Westvleteren 12 Group Brew & Swap

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Post it in the thread designated for the judging and swappage please! :)
 

KingBrianI

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How many volumes are you guys carbonating to? I can't remember if we've discussed it yet. I think I'll aim for 3 volumes unless someone tells me otherwise.
 

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It's in the first thread at the bottom:
Carbonation
Volumes of carbonation. Unknown, though I think anywhere from 3.0 to 3.3 is probably going to be pretty spot on. Note: This may mean you need stronger bottles. Many 12oz/22oz bottles cannot handle as low as 3 volumes.
 
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2.8 volumes might also be acceptable. Its hard to estimate, take your pick and we'll let the judging rule out.
 

KingBrianI

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Cool, also, how much yeast are you guys gonna add back at bottling? I saved a little bit I skimmed off at high krausen before the sugar additions. I'll probably make a small starter with it to get it going again and make sure it's healthy, then pitch a small amount of that and save the rest. But how much?
 

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Not sure about the yeast, I didn't save any from the original. But I am thinking of washing the yeast when I transfer to secondary for the lagering for the next 8 weeks. So I will have some on hand to try a couple different versions of this beer...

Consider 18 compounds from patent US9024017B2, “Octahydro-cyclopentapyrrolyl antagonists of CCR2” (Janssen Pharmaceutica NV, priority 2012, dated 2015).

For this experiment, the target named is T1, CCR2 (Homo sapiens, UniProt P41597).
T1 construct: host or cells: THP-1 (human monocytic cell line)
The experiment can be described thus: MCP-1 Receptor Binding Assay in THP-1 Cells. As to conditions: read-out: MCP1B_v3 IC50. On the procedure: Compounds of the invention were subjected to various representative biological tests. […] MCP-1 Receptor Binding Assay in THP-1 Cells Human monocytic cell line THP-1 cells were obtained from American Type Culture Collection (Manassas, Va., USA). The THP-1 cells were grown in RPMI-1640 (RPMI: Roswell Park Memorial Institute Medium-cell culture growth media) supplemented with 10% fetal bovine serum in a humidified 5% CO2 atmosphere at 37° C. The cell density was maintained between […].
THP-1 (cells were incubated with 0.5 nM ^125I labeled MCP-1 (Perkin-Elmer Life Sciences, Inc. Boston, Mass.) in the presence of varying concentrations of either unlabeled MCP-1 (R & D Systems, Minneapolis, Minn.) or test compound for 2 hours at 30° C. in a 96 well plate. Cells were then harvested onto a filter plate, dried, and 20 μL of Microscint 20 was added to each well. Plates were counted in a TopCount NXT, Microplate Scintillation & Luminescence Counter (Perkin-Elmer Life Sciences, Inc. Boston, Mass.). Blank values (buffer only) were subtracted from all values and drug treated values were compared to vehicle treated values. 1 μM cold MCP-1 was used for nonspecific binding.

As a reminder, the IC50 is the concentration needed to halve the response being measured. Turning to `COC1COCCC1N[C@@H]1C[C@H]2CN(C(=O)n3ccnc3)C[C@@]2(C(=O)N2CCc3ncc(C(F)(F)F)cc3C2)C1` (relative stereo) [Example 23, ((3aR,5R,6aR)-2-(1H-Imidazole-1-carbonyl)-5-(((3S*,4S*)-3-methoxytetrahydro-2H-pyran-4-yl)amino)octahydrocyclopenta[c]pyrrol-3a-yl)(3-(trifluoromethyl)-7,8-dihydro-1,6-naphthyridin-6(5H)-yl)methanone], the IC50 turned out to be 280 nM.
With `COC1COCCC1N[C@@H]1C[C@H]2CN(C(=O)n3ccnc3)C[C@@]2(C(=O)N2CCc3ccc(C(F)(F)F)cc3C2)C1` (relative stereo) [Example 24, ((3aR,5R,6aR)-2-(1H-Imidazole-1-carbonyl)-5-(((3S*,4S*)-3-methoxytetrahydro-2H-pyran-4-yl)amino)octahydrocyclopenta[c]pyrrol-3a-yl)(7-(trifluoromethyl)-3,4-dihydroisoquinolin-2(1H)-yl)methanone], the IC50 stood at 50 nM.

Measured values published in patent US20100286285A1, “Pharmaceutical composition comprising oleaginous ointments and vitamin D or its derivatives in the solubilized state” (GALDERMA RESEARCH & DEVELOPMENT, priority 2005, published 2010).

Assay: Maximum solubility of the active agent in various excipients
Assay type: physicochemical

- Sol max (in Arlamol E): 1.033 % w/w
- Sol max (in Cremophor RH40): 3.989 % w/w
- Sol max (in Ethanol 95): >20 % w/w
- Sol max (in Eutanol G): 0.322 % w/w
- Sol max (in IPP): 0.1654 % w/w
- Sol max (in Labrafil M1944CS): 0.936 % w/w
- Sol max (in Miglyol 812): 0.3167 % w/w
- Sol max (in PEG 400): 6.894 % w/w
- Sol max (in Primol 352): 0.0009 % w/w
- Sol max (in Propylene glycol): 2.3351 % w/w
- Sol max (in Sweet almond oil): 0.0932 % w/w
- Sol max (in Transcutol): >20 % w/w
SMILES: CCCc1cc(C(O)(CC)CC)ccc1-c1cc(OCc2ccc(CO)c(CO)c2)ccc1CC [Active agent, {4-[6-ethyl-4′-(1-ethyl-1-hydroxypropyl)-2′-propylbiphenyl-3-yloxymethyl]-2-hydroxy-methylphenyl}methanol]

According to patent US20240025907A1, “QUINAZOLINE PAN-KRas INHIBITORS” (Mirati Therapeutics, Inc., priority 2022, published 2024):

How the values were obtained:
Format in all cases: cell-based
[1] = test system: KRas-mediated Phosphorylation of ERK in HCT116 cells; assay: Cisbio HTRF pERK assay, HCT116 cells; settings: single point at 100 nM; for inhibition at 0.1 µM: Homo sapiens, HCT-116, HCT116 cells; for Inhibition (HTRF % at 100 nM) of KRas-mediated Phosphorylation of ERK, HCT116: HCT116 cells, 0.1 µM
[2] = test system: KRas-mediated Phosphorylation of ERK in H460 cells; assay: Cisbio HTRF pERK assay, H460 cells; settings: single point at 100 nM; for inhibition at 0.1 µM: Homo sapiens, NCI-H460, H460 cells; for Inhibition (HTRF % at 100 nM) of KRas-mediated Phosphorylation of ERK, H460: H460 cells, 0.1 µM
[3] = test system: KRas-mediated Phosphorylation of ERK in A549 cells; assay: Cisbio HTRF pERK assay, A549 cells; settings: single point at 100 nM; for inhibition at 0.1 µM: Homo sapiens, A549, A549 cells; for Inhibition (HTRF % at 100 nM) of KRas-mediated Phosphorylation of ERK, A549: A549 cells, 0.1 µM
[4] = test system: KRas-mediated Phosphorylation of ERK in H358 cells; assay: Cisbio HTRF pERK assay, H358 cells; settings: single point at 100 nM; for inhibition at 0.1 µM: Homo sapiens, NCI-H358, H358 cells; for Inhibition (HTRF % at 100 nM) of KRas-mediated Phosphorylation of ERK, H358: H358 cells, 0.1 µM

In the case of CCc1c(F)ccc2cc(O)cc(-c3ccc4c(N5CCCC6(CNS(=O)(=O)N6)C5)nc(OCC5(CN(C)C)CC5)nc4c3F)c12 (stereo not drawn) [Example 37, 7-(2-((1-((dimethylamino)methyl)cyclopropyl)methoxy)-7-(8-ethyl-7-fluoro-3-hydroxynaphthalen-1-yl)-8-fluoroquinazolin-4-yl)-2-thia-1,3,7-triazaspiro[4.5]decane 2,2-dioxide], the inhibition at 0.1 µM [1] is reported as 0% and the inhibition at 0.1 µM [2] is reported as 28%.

I'm interested in what tasting notes are from everyone around day 7.
 
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Did a little bit of taste testing today with my girlfriend, since I got these new awesome Carbonator Caps and I can force carbonate a small amount at a time.

My 9 week old (now "finished") New World recipe tasted pretty killer! MUCH more interesting than when I tasted it about 3 weeks ago where it seemed kind of boring and lifeless compared to the traditional recipe & the real deal. I think its much closer to the real deal than the traditional now.

My 7 week old Traditional recipe was interesting, with some major burnt banana ester going on and a little bit of alcohol burn in the background. Super carmelly action, probably from putting the belgian candi syrup in the boil at the start, a little biscuity aroma, but practically no chocolate. The color is getting closer too.

With my remaining samples I did a 3-1 mix of new world & traditional and it tasted amazing. I think the lesson for me here is two-fold.
1: The monks probably use a decoction or two in the mash.
2: They use VERY dark sugar with some roasty/burnt characteristics, when it blends in with the rest of the beer it probably gives some of the chocolate flavors.